The San Diego Union-Tribune

Fear of America in Southeast Asia

Last week the Bush administration casually announced that it will send close to 2,000 troops to the southern Philippines to help fight the Abu Sayyaf group (ASG), one of several Muslim separatist groups which have threatened internal security for more than a decade.

The administration was careful to place the move in the context of its ongoing alliance with the Philippine military. Shortly after the war in Afghanistan concluded in late 2001, the United States provided advisers to help the Philippine military strengthen its pursuit of the ASG. Under the new arrangement, which the Pentagon says has no time limit, U.S. forces would take up combat positions.

However, the Philippine government has acknowledged that a new phase of the training exercise will go forward, but it denies that U.S. soldiers will assume combat roles. Vice President Terfisto Guigona has suggested that the move would violate a constitutional provision which forbids foreign combat troops without Senate approval. The government is clearly worried about containing anti-U.S. demonstrations, particularly as the United States appears to move closer to a war in Iraq that is broadly opposed in Southeast Asia. Why did the United States apparently jump the gun on this issue, and what message was it trying to send on the war against terrorism?

On both sides of the Pacific, the crossover from "advisers" to combatants is a disturbing reminder of a similar turning point in Vietnam, when the United States took over a civil struggle with Cold War overtones and turned it into a major American war. There is little possibility that the fight against the Abu Sayyaf will reach the proportions of America's involvement in Vietnam. The similarity is that the United States may once again be seeing, and investing, too much in a local conflict.

Opinions differ on whether the Abu Sayyaf has retained the ties it had to Al-Qaeda in the 1990s, and whether it is part of the loose consortium of Islamic separatists in Southeast Asia. In the Philippines, the bigger fish is the Moro Islamic Liberation Front (MILF), a more ideological faction which has ties to the Jemmah Islamiah, Southeast Asia's homegrown terrorist network. Manila alternates between negotiation with the MILF and military pursuit of it.

Last year Filipinos worried that the joint exercises with the United States would engage the MILF and destroy possibilities for a peace agreement. The danger of that would rise with American combat troops on the ground.

A more muscular American presence will undoubtedly strengthen the political appeal of the MILF and other extremist elements in some quarters of the Muslim community. One Muslim leader predicts that the new military arrangement could be the single factor that unites the disparate radical groups in the southern Philippines.

For Washington, however, the significance of the operation is as much or more in the message it sends as in the battle on the ground. The administration was attempting to demonstrate—to the world and to the American people—that it has not abandoned the war on terrorism for a myopic focus on disarming and deposing Saddam Hussein.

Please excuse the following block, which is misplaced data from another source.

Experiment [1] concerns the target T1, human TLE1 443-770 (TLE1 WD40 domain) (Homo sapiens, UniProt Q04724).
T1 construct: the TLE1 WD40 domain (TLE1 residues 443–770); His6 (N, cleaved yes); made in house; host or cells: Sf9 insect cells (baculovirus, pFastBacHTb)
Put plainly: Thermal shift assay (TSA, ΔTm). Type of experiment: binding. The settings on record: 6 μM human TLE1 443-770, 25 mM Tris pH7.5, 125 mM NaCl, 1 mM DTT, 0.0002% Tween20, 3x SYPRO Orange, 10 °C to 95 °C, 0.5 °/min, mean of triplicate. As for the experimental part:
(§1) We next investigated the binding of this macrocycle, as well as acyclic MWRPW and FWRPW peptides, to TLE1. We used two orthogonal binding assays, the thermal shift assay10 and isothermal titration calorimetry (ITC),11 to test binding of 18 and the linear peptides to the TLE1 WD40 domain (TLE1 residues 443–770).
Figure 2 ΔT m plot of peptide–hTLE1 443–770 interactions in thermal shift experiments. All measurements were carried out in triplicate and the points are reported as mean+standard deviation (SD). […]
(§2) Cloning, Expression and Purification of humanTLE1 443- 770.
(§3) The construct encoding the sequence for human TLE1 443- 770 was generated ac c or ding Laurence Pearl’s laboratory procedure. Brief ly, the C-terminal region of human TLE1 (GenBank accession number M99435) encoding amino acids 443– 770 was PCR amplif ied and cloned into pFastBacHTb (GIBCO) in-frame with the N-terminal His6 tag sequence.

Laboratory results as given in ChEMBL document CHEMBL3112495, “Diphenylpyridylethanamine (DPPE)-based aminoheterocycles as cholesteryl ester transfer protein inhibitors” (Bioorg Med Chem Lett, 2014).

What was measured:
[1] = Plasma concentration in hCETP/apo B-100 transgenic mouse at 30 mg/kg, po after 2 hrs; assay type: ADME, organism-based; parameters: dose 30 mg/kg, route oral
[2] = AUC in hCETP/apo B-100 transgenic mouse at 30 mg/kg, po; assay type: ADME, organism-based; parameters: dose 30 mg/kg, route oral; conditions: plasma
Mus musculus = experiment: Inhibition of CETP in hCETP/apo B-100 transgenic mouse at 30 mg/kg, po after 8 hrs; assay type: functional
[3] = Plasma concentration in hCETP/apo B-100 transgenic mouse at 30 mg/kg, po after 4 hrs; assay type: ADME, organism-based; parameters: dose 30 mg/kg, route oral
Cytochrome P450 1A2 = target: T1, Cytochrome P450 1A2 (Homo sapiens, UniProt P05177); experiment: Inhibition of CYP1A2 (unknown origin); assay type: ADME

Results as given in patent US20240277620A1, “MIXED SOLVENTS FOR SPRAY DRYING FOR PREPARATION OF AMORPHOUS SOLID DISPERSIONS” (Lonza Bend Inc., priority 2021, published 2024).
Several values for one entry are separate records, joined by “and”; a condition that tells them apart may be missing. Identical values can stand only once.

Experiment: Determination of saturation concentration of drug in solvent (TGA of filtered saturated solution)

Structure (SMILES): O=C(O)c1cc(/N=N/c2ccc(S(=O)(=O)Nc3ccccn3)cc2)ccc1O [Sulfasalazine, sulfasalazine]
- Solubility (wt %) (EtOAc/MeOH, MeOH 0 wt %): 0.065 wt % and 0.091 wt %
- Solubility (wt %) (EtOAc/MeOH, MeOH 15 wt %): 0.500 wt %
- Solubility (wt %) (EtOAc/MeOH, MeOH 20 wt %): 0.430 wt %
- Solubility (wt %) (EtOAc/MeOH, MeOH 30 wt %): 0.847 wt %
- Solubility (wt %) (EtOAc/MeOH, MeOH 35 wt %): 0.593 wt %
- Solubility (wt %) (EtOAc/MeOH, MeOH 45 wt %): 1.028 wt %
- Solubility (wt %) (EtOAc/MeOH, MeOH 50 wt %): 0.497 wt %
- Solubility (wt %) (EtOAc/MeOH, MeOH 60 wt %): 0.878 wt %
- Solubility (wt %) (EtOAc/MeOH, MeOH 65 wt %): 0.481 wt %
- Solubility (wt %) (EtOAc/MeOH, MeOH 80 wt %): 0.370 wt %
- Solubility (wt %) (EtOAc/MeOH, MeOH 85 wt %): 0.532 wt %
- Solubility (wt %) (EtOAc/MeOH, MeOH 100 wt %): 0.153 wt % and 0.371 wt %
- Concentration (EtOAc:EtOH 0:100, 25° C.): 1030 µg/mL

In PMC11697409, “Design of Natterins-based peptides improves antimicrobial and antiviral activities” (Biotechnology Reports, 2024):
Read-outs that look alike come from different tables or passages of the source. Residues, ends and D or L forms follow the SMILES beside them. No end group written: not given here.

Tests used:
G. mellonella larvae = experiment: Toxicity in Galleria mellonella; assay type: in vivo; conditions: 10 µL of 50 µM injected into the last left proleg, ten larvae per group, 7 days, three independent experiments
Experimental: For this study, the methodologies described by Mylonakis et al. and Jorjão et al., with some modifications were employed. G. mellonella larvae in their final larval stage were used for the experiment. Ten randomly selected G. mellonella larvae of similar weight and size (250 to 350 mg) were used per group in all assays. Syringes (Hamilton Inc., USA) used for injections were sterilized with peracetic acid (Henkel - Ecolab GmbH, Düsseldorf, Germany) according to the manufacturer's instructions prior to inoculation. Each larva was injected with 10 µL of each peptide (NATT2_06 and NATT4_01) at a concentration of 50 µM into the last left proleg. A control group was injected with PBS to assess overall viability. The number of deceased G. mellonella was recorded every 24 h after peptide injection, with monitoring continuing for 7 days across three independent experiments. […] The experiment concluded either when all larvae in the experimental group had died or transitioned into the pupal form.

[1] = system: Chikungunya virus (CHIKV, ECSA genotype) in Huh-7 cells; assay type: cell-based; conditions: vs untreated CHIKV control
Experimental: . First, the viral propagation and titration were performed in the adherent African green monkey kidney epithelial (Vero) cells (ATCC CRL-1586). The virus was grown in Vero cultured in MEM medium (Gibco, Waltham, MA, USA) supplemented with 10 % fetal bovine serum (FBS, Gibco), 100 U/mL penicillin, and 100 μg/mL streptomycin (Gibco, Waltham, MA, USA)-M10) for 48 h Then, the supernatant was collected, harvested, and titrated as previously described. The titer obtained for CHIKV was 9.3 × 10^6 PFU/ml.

But Southeast Asia has obviously received a different signal on this score. The timing of the controversial move in the Philippines, with war in Iraq apparently growing closer each day, will inflame extremism further and could tip a delicate balance in the region which has thus far favored moderates.

An announcement that was intended to suggest the United States is omnipresent in the war against terrorism only makes it look omnivorous in a war against Muslims. The fact that Washington leaped to announce the combat operation, without having Manila fully on board, only reinforces fears of American unilateralism. The irony is that a move meant to shore up Southeast Asian security may actually undermine it.

The timing also may be viewed as opportunistic in the context of political developments in the Philippines. Since Sept. 11, 2001, the United States has increased intelligence sharing and technical assistance to several governments in Southeast Asia to fight terrorism. All the while, however, Washington has held out the possibility of military support for anti-terrorist campaigns as well.

In post-Cold War Southeast Asia, where sovereignty matters more than ever, no leader could invite American combat forces onto national territory without assuring his (or her) political demise. The critical difference in the Philippines at the moment is that President Gloria Macapagal-Arroyo does not intend to run for re-election next year, making the issue of damage to her political career moot. Washington may have seen this as safe, but Southeast Asians could see it as cynical.

At the very least, the administration has been careless in its handling of a very delicate issue in a troubled time. If it continues to ignore these potentially dangerous disconnects, it may find that the only victory possible in the Philippines is a pyrrhic one. A small radical group may be eliminated, but at too great a cost to America's image at a time when allies are increasingly hard to find.